Massachusetts cannabis businesses challenge constitutionality of federal drug laws

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A group of Massachusetts weed businesses have filed a lawsuit seeking to bar the government from enforcing federal drug laws against state-regulated cannabis companies.

They’re represented by the powerhouse law firm of David Boies, best known for high-profile litigation seeking the breakup of Microsoft, representing former Vice President Al Gore in the contested 2000 presidential election and defending disgraced movie mogul Harvey Weinstein.

The legal landscape for state-regulated marijuana markets has changed dramatically since the U.S. Supreme Court last weighed in on the issue in 2005, when it ruled against medical marijuana patients in California, even though the state’s legal market was limited to within its borders.

“What was once a single-minded federal crusade against the cannabis plant has been replaced with an ambivalent set of inconsistent policies, some aimed at reducing federal interference with state efforts to regulate marijuana,” the complaint states.

The plaintiffs: The lawsuit was filed by Canna Provisions, which has two dispensaries in the state, Gyasi Sellers, one of the earliest licensees in Massachusetts’ social equity program, cannabis cultivator Wiseacre Farm and Chicago-based Verano Holdings, which has cannabis operations in more than a dozen states.

Their argument: The cannabis companies outline a variety of ways that federal drug laws harm their businesses, including lack of access to financial services, punitive federal tax rates and an inability to secure federally subsidized grants and loans.

Times have changed, the plaintiffs argue, since the Supreme Court last weighed in on state-legal cannabis in 2005 with Gonzales v. Raich. At that time, the justices ruled that the federal government can crack down on state-legal medical marijuana patients because their actions bolstered the market for illicit marijuana.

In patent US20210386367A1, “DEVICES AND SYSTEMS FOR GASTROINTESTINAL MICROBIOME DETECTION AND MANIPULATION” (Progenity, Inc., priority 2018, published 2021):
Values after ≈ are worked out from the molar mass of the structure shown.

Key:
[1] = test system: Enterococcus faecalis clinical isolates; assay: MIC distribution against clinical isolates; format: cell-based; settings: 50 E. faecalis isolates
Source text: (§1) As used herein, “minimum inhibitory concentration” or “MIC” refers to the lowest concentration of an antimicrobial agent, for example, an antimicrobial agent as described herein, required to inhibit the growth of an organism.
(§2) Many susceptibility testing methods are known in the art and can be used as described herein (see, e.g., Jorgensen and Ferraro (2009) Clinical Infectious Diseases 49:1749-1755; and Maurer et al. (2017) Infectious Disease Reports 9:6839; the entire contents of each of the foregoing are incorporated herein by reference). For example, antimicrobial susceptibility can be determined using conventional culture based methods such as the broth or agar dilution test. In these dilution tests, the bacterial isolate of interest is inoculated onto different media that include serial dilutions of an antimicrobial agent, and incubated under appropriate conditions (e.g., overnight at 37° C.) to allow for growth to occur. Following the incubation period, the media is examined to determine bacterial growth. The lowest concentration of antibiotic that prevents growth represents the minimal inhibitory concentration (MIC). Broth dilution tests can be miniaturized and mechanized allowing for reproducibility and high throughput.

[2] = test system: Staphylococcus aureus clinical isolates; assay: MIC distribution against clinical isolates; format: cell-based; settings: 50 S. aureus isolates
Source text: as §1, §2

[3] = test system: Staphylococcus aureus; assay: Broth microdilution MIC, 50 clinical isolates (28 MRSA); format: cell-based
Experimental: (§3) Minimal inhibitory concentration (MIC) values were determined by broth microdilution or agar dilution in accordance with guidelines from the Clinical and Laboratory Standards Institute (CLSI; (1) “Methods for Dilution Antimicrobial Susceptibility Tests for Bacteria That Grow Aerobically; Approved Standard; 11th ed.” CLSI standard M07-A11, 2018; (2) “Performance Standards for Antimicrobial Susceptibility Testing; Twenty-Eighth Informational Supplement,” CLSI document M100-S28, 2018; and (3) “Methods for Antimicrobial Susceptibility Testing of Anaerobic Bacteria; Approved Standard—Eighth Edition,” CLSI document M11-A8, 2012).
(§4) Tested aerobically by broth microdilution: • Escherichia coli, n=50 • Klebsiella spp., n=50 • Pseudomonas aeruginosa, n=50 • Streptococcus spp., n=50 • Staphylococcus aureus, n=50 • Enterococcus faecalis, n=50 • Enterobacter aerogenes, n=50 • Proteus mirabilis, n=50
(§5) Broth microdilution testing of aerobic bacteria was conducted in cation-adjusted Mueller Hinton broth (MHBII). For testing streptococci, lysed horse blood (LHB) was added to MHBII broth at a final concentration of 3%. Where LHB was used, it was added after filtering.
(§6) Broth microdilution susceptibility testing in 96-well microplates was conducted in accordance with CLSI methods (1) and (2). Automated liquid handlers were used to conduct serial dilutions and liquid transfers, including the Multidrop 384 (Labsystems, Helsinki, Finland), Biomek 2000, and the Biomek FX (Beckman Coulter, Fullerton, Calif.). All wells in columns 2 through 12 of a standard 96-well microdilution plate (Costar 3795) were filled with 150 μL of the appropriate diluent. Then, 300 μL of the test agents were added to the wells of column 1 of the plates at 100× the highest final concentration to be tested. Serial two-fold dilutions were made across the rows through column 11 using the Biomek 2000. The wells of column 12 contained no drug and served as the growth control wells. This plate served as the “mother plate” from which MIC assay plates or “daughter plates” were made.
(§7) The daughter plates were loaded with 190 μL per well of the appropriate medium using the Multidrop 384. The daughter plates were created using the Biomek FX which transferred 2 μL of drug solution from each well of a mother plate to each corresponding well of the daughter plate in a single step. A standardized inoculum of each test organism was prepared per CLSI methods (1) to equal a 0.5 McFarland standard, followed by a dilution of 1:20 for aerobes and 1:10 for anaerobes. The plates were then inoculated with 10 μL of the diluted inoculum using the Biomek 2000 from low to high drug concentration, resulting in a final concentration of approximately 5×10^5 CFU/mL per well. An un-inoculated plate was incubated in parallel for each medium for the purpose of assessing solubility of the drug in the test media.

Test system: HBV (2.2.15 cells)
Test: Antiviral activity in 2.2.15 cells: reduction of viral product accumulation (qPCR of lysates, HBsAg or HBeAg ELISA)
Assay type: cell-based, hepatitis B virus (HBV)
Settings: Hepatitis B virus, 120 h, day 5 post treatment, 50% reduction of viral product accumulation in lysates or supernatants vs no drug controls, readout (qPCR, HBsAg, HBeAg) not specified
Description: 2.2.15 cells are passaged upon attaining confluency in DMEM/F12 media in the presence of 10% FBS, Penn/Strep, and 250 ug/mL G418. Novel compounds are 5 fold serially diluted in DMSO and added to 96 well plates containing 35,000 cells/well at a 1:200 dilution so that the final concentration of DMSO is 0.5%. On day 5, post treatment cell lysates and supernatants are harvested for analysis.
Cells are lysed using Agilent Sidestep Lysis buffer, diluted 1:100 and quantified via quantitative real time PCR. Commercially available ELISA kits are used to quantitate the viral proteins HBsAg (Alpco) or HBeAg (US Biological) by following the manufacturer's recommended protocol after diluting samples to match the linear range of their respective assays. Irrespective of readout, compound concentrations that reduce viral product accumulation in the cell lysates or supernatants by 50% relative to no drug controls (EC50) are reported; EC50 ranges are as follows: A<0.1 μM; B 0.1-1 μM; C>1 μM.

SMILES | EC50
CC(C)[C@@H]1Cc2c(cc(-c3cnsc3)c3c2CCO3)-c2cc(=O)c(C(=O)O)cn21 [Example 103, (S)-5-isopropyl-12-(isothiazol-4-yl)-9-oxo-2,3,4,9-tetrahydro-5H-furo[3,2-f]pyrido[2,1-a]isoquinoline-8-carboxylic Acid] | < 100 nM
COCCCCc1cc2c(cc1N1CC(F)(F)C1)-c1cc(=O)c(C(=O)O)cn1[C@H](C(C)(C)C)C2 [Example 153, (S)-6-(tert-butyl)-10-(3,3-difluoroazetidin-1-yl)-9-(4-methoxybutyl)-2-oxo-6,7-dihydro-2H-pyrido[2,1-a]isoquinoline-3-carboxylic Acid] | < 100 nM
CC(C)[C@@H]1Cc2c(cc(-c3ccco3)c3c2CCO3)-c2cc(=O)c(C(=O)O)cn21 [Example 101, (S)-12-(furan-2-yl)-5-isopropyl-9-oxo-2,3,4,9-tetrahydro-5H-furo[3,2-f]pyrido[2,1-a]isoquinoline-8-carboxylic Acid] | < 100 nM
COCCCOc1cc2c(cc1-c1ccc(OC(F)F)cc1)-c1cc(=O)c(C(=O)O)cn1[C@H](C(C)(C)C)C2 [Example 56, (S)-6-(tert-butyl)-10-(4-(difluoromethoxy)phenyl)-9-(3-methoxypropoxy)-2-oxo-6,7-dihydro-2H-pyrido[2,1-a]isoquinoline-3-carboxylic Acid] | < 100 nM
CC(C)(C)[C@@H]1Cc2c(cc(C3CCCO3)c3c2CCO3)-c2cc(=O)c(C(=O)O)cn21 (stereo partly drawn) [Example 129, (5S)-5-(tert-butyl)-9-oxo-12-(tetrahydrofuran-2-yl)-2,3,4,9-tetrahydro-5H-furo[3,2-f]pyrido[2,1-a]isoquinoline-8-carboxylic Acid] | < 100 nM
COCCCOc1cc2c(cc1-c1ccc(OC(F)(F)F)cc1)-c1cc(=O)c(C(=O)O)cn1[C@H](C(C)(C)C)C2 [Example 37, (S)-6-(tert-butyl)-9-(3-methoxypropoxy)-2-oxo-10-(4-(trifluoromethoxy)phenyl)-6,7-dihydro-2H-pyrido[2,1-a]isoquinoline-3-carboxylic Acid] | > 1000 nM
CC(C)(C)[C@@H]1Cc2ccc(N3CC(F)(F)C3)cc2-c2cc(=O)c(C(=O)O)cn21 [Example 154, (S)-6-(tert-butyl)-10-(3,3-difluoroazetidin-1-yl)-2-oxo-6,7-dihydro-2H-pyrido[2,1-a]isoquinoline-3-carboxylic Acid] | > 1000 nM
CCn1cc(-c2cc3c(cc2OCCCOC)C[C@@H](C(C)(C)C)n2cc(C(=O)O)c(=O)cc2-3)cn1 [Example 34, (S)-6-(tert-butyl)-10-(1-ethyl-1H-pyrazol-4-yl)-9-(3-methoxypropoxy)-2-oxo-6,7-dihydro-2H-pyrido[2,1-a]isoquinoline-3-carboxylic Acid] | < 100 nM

They further argue the federal government has abandoned efforts to “eradicate” marijuana with Congress’ appropriations riders preventing enforcement of federal drug laws against state medical marijuana programs, as well as Justice Department policies of non-enforcement in state-legal cannabis markets.

The 38 state-regulated marijuana markets have contributed to a decline in the illicit marijuana trade, the complaint says.

“From 2012 to 2022, the amount of illicit marijuana seized by U.S. Customs and Border Protection declined by almost 95 [percent],” according to the complaint. “Marijuana consumers are getting their marijuana less and less from the interstate channels that Congress sought to prohibit, and more from regulated intrastate retailers.”

Furthermore, cannabis products available on Massachusetts’ regulated market are distinguishable from illicit cannabis, the complaint argues, thanks to the state’s stringent regulations on lab testing and seed-to-sale tracking.

What they want: The plaintiffs are asking the court to declare that the Controlled Substances Act is unconstitutional as applied to state-regulated marijuana markets and to block the federal government from enforcing the federal drug law that’s been on the books since 1970.

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